Fear and Hope

First Sunday of Advent, Year C

November 29, 2015

 In the name of the one who is, who was, and who is to come.  Amen.

 I know that most of us are astonished by how quickly the fall sped by.  Thanksgiving came and went too fast.  Now it’s Advent again, with greens and wreaths in the parish hall, with different music and approaches to liturgy to prove it.  Liturgical junkies are thrilled to begin a new Church year today—it’s Year C now—and that means that we’ve left behind Mark’s gospel, and we’ll be dwelling in Luke for much of the year ahead.  So we begin today reading Luke, and not in chapter 1 like we may think; but in chapter 21.

 For Advent always begins with an end.  The end to history as we know it with the Second Coming of Christ.  The beginning of a new phase of existence, when God will again dwell among us permanently, and we will dwell within him.

 So let’s begin with the end.  Earthquakes, eclipses, supernovas, brilliant comets, superstorms, climate changes, terrorism, warfare, hunger and deprivation, mass fear.  It’s not a pretty picture, is it?  Jesus predicts many of these things.  And we know many of them already just by opening up our computers and tablets, and hooking into what’s going on in the rest of the world.

 These are REALLY frightening occurrences for most of us—the things that threaten to overturn the rather peaceful life we have now and threaten to bring in chaos.  Oddly enough, I love these readings.  I love apocalyptic Scripture, predicting the end, and then the beginning that is guaranteed to follow.  And what’s not to love in Jesus’ reassuring words to his followers in today’s gospel, “Now, when these things begin to take place, stand up and raise your heads, because your redemption is drawing near.”  [Luke 21: 28]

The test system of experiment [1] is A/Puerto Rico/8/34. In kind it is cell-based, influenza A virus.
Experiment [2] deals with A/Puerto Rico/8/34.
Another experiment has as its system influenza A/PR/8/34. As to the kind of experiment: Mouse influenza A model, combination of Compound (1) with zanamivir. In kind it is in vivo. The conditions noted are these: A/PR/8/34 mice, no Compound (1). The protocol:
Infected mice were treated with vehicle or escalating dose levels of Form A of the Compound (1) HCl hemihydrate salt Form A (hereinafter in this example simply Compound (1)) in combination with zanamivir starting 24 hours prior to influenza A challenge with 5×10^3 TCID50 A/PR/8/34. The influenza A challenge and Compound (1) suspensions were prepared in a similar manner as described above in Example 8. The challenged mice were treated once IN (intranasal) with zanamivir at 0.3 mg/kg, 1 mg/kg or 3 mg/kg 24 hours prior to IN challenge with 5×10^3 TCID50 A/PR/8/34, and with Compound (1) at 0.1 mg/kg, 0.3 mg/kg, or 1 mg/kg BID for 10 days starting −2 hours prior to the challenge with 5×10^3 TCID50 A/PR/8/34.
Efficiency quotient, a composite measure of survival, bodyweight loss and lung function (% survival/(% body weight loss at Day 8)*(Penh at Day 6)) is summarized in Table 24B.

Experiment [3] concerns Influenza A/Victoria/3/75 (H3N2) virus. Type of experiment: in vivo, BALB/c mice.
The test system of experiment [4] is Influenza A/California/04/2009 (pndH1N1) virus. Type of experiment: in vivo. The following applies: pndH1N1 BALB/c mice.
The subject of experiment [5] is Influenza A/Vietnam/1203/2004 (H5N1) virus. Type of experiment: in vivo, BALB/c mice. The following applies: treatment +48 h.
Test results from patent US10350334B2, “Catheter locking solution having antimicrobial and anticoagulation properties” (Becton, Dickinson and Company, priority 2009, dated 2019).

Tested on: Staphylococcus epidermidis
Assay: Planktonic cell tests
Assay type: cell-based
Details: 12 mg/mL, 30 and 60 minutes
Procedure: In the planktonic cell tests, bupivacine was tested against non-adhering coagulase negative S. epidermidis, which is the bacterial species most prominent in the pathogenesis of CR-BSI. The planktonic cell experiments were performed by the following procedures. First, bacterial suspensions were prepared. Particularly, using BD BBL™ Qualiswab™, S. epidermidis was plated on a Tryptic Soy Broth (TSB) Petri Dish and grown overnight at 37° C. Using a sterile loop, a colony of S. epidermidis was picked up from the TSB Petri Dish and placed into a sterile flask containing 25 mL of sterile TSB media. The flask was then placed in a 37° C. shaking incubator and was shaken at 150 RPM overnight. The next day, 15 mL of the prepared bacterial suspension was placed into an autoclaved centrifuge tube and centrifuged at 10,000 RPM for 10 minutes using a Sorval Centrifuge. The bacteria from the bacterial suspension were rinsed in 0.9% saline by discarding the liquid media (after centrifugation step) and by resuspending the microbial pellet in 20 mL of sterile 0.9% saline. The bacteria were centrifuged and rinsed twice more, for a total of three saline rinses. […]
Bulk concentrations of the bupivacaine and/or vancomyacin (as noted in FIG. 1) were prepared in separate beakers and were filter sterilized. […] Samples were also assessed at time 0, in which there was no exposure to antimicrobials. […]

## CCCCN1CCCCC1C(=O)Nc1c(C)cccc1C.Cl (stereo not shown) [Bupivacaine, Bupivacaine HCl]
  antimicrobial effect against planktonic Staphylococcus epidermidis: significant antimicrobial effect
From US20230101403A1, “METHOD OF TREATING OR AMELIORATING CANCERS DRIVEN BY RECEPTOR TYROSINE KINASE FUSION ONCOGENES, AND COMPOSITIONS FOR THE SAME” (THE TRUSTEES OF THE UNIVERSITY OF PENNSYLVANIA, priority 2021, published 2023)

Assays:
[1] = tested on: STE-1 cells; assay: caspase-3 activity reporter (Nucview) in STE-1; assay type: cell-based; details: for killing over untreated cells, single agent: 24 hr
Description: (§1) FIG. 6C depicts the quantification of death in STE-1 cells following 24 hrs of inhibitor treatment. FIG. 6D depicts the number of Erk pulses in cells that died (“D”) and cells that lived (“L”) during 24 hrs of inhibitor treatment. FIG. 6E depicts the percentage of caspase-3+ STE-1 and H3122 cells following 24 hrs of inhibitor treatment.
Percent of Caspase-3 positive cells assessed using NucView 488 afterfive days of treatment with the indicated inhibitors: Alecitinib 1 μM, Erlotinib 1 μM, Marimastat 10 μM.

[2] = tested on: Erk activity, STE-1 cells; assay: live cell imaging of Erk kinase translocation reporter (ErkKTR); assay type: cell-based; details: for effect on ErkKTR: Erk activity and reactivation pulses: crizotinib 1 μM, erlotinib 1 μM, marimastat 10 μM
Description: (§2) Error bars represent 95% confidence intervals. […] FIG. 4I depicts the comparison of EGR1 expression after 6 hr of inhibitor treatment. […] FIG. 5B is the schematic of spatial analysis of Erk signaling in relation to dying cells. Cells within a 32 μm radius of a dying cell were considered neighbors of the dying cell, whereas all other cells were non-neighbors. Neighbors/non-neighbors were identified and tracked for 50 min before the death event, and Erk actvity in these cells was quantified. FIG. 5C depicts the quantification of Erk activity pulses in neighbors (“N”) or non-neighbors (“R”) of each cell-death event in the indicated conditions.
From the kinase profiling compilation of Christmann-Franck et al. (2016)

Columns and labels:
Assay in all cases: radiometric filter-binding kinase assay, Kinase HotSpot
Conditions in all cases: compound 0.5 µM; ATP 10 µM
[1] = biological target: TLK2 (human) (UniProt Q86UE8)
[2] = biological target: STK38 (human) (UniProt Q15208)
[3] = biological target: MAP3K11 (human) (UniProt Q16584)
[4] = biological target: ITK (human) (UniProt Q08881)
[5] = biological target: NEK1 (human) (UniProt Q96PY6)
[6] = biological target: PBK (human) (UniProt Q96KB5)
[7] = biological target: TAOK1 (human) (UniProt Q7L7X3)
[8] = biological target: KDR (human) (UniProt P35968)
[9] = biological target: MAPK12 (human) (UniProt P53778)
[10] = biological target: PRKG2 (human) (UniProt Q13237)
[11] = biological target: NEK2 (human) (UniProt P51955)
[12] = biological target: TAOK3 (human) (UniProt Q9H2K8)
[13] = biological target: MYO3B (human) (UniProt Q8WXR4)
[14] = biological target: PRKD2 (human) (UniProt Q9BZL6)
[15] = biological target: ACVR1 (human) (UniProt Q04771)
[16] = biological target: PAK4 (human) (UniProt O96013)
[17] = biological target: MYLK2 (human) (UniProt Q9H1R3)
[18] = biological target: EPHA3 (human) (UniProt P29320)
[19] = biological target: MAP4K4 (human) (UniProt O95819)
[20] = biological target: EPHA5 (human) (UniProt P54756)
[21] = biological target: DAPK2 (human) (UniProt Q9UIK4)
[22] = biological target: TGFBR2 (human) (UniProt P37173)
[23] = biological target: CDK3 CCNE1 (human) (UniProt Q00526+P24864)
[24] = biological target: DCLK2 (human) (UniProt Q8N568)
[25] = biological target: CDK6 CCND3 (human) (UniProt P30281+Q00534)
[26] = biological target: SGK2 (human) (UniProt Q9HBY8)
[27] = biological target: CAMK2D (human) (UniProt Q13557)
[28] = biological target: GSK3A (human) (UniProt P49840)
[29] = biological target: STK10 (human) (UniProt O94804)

Jesus doesn’t say “don’t be afraid.”  But it feels as if he’s inviting us to participate in and then to rise above the fear that these events carry.   That can happen—we can rise above the fear.  That’s because our faith—our relationship with the Holy One—is what will take us over, and through the end, and onto the new beginning. 

 This is much the same teaching we have around death, too, isn’t it?  We believe we will go to be with God in some special and different way.  And yes, we are afraid of dying.  But we also know from our relationship with Jesus, that we’ll be ok.  In the end, everything for us will be ok.

 I once had an interesting conversation with a 92-year old woman living on the other side of Connecticut.  She told me she was preparing to die.  Now, that’s not the kind of thing you hear everyday from people.  So I took a risk and asked a further question of her.  “Evelyn,” I said, “what do you think it will be like to die?”  She answered, “Well, I think I’ll just slide off, and Jesus will catch me.”

 Wow—that says volumes about the love and trust in that relationship.  It’s one of my favorite pastoral stories—ever.  That’s hope overcoming fear. It’s hope born of decades of personal relationship with the One who will never let us down.


 And so we identify now one of the most urgent tasks of this Advent season.  It’s to remember that in Christ we have a bridge to take us from fear over to hope.  We would do well to think about our fears of the Second Coming of Christ and invite Jesus to help us grow in hope that out of the chaos, out of the judgment, will come good.

 Here’s a great quote I rediscovered this week that speaks to this task of ours:  [quote] “Some say that the great tragedy of human life is that we struggle so hard against that which, once yielded into, becomes the immediate fulfillment of all we have longed for.”  And, further, “Only after the terror of one’s own diminishment and annihilation, after the last scraps of clinging to life at any cost have been left behind forever, is it possible truly to live in hope.”  [Cynthia Bourgeault, Mystical Hope:  Trusting in the Mercy of God, pp. 68 and 69.] 


 Living in hope is predicated upon our knowing firsthand—not just from a book—that the mercy of God is deeper than the oceans.  And there’s a wideness in God’s mercy that is wider than the sea.  Once we know God’s mercy, we know that God is there to catch us when we slide off.  That all we need to do this season, and every season, is to say “yes,” to relax back into those everlasting arms of love that are there to catch us. 

 Knowing the Mercy comes from knowing Christ.  From knowing the Father, from knowing the Holy Spirit.  It comes from the deep interconnection we may develop with God if we only say yes to it, and nurture it with prayer and practice.

 So think for a bit, where you may be standing on that scale whose one end is Fear, and whose other end is Hope.  Is it time to dare to move?